“This summer, Nova Scotia Museum’s 27 sites will once again offer entertaining and educational experiences across the province.
This week, the Nova Scotia Museum released its museum guide, available online at http://museum.novascotia.ca/our-museums/nsm-guide . The guide includes a description and contact information for each site, and a map showing the locations.
“The family of provincial museums has excellent interpreters who are excited for the chance to share Nova Scotia’s rich culture and heritage with visitors,” said Communities, Culture and Heritage Minister Tony Ince. “There is so much to see and do at the sites, and I hope Nova Scotians and visitors alike will plan and add museums to their summer travel plans.”
The Maritime Museum of the Atlantic in Halifax is hosting CSS Acadia: 100 Years, until July 1. The special exhibit examines the ship’s construction, shares insights of the crews, explores the vessel’s northern and Atlantic Canadian journeys, and celebrates its service to the public as a museum ship.
The Museum of Natural History in Halifax is hosting the world premiere of Roberto Dutesco: The Wild Horses of Sable Island until Oct. 13. The exhibit of iconic photography spans 20 years of life for the wild horses from Sable Island.
To commemorate the 100th and 75th anniversaries of the start of the First World War and Second World War, the Museum of Industry in Stellarton will present Courage and Commitment: Pictou County in the World Wars, from July to September. Focused on the contributions of Pictou County to the war effort, both at home and overseas, the exhibit will feature artifacts with a Pictou County connection borrowed from the collections of several museums.
At Ross Farm Museum in New Ross, Lunenburg Co., visitors can explore 60 acres of rolling farmland to discover what life was like 100 years ago. From historic Rose Bank Cottage, where the Ross family lived, to daily activities such as wool spinning, candle making and ox shoeing, the museum gives visitors the chance to experience yesterday’s traditional farming methods, while learning sustainable ways of living for today.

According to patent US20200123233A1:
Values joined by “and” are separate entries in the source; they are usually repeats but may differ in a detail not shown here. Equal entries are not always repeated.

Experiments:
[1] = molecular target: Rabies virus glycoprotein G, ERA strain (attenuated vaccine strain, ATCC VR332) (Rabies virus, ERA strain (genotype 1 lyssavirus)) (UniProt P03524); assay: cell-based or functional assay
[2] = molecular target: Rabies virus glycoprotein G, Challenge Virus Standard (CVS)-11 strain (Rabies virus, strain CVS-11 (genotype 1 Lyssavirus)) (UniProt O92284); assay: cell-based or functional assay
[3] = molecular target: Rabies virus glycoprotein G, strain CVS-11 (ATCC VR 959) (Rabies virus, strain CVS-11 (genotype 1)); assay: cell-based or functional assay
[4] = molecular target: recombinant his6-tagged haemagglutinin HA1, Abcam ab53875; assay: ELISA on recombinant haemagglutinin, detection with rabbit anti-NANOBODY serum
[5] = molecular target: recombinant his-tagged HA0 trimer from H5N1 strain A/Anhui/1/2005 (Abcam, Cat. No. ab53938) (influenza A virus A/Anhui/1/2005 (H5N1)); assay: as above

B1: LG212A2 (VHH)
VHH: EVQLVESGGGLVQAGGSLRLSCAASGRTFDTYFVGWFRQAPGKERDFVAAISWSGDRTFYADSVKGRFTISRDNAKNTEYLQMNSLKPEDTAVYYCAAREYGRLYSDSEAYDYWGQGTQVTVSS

Visitors eager to experience Nova Scotia’s Gaelic culture, heritage and hospitality need look no further than the Highland Village Museum. Located in scenic Iona, Victoria Co., the village is North America’s only history museum for Gaelic language and culture. The 43-acre site features historic buildings, rare farm animals, lively interpreters and a breathtaking view of the Bras d’Or lake, now a UNESCO Biosphere Reserve.
At Wile Carding Mill in Bridgewater, visitors can step back to 1860 and experience Nova Scotian industrial heritage in a water-powered mill. Visitors can see the machinery that revolutionized how local farm families prepared their wool for bedding and spinning, or participate in one of the mill’s summer workshops.
Learn about Acadian heritage at Le Village Historique Acadien de la Nouvelle-Écosse in Lower West Pubnico, Yarmouth Co. Situated on a 17-acre site overlooking Pubnico Harbour, this seaside village celebrates a language and culture that has thrived for more than 350 years. Visitors can explore historic buildings, savour delicious cuisine and enjoy traditional Acadian hospitality.
Located in the picturesque Annapolis Valley, Prescott House Museum is an elegant Georgian home that once belonged to horticulturalist Charles Prescott. A national and provincial historic site, the beautiful grounds and garden provide a spot for afternoon picnics.
For information on all of the 27 museums sites, scheduled events, locations, admission rates and hours of operation, go to http://museum.novascotia.ca .”